Review: Birdman

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Awards season is upon us and one of the films that has generated a large amount of Oscar buzz is Birdman or (the Unexpected Virtue of Ignorance). Over the last few years I have been thoroughly disappointed with some of the films that have dominated the awards categories. Sometimes I feel that awards shows have become very predictable, nominating films that are highly praised by critics but ultimately end up being disappointing and bland to a modern audience. However fortunately this was not the case with Birdman. The film is faultless from start to finish and is one of the few films that bursts with originality and creativity. Birdman deserves all the acclaim that it is receiving and I’m sure it will triumph at many awards shows over the coming month!

The film follows the story of Riggan Thompson (Michael Keaton) a washed up actor whose career faltered after he gave up playing the eponymous role of Birdman in a number of superhero films. We follow Riggan’s journey as he attempts to make a comeback and prove himself as a serious actor by adapting, directing and starring in a Broadway play. Keaton is an extremely talented actor who has been somewhat overlooked in the last couple of years. Ironically his real-life acting career resembles that of Riggan as Keaton rose to fame playing Batman in the original Tim Burton films. Keaton is finally getting the recognition he deserves, bringing his versatility, energy and exceptional comic timing to the challenging titular role. The supporting cast are also note-perfect and make a lasting impression even with limited screen time but Edward Norton and Emma Stone are the true stand-outs. Norton’s hilarious performance as method actor Mike Shiner injects each scene with vivacity and very nearly steals the film from under Keaton’s feet. Emma Stone is also a highlight playing against her ‘good-girl’ image as Riggan’s daughter Sam who has just been released from rehab. She is raw and real and delivers some of the most emotionally charged lines of the film.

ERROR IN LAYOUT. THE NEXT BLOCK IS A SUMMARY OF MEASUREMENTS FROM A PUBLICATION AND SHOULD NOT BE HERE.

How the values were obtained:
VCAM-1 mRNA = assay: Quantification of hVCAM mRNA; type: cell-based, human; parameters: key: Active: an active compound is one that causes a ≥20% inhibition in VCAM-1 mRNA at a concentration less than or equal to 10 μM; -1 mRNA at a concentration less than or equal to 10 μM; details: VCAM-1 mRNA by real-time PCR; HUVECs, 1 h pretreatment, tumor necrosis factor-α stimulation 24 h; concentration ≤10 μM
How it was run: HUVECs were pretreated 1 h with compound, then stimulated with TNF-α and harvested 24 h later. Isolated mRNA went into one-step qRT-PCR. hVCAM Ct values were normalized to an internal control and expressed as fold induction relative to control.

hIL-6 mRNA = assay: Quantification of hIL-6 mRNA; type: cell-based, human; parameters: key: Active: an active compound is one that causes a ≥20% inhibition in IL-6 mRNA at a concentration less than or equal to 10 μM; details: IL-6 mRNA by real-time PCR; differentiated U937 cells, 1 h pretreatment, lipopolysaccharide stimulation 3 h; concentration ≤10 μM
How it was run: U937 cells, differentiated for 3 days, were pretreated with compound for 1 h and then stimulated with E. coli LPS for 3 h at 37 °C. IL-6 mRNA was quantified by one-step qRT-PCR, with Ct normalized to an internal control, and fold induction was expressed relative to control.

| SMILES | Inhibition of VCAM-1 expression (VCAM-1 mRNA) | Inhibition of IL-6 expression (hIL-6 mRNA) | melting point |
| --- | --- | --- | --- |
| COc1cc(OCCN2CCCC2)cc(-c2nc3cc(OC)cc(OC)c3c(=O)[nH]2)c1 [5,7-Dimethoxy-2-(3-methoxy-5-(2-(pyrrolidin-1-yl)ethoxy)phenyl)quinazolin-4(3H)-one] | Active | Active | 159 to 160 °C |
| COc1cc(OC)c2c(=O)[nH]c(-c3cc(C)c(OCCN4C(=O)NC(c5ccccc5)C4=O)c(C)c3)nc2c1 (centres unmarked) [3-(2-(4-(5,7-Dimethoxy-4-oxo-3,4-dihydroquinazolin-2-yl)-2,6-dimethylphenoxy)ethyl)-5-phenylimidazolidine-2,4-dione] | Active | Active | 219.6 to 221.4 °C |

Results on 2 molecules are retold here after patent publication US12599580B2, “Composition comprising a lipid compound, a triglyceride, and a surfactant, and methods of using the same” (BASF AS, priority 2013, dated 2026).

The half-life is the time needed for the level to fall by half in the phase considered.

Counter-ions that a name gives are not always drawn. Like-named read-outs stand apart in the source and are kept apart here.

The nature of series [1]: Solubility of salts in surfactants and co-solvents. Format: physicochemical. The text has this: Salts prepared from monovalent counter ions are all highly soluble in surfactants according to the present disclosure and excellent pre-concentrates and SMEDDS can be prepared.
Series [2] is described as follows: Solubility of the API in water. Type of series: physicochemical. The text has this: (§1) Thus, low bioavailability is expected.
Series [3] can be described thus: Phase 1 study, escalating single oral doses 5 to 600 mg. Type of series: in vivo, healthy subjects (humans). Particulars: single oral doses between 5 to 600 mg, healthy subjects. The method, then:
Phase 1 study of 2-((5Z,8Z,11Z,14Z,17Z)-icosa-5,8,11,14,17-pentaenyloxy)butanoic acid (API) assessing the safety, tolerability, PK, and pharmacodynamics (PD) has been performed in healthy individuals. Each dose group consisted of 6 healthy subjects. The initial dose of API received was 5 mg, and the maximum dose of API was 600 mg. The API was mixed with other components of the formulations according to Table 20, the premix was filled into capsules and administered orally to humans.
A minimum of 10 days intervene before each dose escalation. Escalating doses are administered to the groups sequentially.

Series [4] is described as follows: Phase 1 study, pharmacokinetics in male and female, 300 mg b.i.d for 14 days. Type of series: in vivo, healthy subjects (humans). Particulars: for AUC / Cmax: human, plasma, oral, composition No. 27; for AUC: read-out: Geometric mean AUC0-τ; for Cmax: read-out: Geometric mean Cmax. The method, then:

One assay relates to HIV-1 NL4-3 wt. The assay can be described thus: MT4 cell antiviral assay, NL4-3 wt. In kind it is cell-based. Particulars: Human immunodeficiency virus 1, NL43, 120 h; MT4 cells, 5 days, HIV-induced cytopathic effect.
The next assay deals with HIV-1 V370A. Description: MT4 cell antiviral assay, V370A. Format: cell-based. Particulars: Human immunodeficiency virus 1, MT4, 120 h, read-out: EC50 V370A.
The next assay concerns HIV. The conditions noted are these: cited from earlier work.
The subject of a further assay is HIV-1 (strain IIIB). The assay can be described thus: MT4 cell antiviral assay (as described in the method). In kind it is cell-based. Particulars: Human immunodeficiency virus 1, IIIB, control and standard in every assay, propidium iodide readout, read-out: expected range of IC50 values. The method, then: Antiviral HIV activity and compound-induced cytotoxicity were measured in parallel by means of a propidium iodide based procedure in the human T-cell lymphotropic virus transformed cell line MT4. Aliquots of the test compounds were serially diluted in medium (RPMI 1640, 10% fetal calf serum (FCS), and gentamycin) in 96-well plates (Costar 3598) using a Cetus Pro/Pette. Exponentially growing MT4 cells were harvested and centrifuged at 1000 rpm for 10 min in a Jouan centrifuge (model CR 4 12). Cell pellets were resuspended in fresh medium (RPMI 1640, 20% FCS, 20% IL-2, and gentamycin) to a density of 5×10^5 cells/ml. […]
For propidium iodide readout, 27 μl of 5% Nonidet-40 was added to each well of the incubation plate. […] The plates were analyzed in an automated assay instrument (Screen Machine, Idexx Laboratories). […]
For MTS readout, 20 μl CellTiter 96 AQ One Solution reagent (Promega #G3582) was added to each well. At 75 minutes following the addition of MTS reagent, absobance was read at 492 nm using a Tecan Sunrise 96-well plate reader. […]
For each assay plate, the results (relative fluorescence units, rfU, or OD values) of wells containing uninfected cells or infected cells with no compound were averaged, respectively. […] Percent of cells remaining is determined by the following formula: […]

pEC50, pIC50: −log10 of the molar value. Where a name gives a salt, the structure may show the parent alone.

Despite dealing with some heavy issues Birdman is actually one of the funniest films of the year! The writing is genuinely witty without sacrificing character development or resorting to crude humour. Another aspect which makes Birdman truly unique is the fact that it is made to look as if it was shot in one whole take without any cuts. There were many moments in the film when I thought ‘How on earth did they do that?’ This style of shooting truly draws you in and makes you feel like you are part of the action in a way that few films nowadays accomplish. The ending is also left deliberately ambiguous and will leave you scratching your head for days after.

Overall, Birdman is a film about the importance of cinema, the difference between high-art and low-art and the dangers of egotism. It may be slightly too artsy and pretentious for some viewers and as a huge comic-book movie fan I found the film’s message about superhero films being the ‘cultural genocide’ of modern cinema to be un-founded and slightly snobbish. Ironically, the three actors in the film who have generated the most awards buzz have played vital roles in superhero films (Keaton played Batman, Norton briefly played the Hulk and Stone was Gwen Stacy in the Amazing Spider-Man series). However Birdman is visually stunning and intellectually alive, defying all cinematic conventions and daring to be different, and for that, it deserves to be seen!

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